Why 2008 won't be like 1964
It's every campaign manager's wet dream: A single, devastating television spot that, overnight, changes the dynamic of the race and makes voters rethink your opponent's viability.
It happened, of course, in 1964, with the infamous "Daisy Girl" ad (above), produced for the Johnson campaign by the legendary Tony Schwartz. The 30-second commercial aired only one time—though everyone seems to remember having watched it—and it effectively torpedoed Barry Goldwater's hopes for the presidency. "Daisy Girl" became the first viral meme of the television era.
The "1984" YouTube ad looked to repeat that political perfect storm
Like "Daisy Girl," it took an opponent's weakness (Goldwater's reckless bellicosity, Clinton's rhetorical banality) and amplified it a hundredfold. What's more, it did so in a way designed to generate weeks of conversation around the water cooler (or the espresso bar).
But—in the fishbowl environment of Web 2.0 politics—2008's version of "Daisy Girl" has generated potentially fatal blowback for its creators.
The Internet video sensation that targeted Sen. Hillary Rodham Clinton now has rival Sen. Barack Obama on the spot.
Heralded by many as the embodiment of Web-driven citizen activism, the mysterious YouTube ad now stands revealed as the work of a Democratic operative employed by a consulting firm with Obama links.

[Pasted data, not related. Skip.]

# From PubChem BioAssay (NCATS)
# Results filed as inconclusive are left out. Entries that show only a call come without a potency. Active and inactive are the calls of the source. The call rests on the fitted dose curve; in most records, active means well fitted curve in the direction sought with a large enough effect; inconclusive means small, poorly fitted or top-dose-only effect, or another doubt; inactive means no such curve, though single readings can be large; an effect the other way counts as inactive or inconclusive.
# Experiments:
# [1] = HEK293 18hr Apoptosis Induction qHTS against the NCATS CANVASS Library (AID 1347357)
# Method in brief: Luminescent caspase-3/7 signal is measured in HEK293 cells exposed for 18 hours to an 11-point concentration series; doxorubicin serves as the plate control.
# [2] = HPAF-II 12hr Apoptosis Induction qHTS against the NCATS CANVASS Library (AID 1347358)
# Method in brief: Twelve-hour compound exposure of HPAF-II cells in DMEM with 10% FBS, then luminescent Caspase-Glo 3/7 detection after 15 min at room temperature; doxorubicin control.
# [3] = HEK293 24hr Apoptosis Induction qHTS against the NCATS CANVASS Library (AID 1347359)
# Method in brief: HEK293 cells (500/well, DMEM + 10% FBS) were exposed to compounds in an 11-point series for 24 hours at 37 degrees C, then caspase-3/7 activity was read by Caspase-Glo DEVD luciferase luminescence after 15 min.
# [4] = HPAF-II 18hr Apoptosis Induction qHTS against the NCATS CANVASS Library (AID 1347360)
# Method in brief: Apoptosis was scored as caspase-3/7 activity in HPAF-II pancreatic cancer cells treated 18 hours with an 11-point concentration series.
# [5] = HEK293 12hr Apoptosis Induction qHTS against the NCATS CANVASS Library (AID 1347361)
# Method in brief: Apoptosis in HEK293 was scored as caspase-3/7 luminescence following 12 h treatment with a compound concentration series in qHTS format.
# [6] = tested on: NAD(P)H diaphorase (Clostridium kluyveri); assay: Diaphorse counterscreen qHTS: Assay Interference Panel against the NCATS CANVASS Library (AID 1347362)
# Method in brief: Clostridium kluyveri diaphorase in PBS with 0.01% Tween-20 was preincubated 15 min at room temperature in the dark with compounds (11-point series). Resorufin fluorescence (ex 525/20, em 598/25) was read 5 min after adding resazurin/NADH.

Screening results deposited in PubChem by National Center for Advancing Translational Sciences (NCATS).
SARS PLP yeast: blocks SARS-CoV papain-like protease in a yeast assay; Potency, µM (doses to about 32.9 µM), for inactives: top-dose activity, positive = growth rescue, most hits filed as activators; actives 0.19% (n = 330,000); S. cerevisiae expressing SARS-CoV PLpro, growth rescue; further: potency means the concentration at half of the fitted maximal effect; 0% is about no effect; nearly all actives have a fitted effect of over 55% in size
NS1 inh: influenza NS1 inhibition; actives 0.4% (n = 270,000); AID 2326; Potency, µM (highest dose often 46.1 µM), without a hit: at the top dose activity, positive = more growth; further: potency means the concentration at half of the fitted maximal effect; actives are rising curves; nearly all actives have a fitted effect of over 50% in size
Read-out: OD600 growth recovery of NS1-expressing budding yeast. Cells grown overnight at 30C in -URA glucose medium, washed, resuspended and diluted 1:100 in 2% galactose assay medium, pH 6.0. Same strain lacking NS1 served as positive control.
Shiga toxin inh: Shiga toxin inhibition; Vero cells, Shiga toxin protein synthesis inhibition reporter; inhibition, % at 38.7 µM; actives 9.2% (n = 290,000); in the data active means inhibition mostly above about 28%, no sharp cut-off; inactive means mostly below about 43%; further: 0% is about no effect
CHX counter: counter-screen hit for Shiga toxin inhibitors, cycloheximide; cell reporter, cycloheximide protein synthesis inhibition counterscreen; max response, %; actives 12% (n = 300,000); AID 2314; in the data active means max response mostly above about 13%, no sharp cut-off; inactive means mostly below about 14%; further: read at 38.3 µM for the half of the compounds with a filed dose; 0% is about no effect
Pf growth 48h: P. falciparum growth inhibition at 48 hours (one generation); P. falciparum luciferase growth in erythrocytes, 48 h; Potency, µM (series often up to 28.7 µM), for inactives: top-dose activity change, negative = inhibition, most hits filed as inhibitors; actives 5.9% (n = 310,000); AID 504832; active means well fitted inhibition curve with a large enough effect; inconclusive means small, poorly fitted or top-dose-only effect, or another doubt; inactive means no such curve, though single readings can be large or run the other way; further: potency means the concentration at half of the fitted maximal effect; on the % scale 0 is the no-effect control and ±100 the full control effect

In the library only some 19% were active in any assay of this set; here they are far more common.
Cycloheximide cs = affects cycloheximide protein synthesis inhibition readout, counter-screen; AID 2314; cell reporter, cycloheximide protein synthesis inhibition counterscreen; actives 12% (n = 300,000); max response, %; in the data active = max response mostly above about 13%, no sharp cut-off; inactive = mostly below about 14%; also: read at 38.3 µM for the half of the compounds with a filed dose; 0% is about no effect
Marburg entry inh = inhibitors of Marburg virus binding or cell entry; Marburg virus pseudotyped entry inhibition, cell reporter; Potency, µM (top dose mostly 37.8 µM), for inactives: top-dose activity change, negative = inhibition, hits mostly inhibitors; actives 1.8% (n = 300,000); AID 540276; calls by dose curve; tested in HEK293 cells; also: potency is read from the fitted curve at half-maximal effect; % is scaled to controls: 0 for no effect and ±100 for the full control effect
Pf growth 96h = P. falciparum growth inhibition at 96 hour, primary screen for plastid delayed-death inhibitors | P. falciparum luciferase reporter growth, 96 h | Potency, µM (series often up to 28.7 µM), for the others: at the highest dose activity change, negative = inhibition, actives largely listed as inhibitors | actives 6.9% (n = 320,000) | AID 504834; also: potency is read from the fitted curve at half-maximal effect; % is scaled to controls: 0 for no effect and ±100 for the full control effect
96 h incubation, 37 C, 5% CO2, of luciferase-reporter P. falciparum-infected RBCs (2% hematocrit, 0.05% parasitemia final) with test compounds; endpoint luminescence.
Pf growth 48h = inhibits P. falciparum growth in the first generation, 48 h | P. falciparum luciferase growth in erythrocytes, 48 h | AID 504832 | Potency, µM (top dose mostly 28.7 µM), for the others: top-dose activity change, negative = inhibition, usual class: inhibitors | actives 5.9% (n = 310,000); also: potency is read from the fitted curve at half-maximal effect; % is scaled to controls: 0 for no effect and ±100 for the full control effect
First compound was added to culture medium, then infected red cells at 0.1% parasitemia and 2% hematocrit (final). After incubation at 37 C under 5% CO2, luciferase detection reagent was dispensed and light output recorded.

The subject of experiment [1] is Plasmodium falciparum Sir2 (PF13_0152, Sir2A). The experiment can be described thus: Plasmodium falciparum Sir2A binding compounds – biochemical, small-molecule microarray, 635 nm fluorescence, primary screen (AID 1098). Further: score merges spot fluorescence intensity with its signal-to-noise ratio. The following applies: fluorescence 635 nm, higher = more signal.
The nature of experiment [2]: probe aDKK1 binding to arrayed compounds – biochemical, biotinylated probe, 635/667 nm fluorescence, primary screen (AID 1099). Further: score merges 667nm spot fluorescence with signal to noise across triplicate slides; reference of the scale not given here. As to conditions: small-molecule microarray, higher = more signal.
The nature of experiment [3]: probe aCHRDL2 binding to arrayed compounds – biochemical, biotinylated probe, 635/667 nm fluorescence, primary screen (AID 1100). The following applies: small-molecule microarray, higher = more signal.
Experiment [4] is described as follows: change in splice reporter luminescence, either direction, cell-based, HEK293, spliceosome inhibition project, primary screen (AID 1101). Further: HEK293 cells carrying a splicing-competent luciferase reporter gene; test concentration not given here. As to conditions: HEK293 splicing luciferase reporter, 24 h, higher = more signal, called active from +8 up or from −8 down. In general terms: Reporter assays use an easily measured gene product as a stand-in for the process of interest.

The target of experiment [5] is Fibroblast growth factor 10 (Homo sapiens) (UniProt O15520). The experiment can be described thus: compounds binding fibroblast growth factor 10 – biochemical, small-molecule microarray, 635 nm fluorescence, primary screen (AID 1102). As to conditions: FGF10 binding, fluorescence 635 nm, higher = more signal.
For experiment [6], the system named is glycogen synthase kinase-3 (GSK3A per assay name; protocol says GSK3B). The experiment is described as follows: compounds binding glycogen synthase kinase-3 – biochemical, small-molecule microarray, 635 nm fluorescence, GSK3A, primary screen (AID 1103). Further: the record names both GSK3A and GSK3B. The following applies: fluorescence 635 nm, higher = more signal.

"It's true ... yeah, it's me," said Philip de Vellis, a 33-year-old strategist with Blue State Digital, a Washington company that advises Democratic candidates and liberal groups.
Blue State designed Obama's Web site, and one of the firm's founding members, Joe Rospars, took a leave from the company to work as Obama's director of new media.
Obama, Blue State and de Vellis all say de Vellis acted on his own. De Vellis left the company on Wednesday. He said he resigned; Thomas Gensemer, the firm's managing director, said he was fired.
The entire episode hangs a cloud over the Obama camp.
And that's why 2008 won't be like 1964.
Posted by Rodger on March 22, 2007 at 08:27 AM | Permalink
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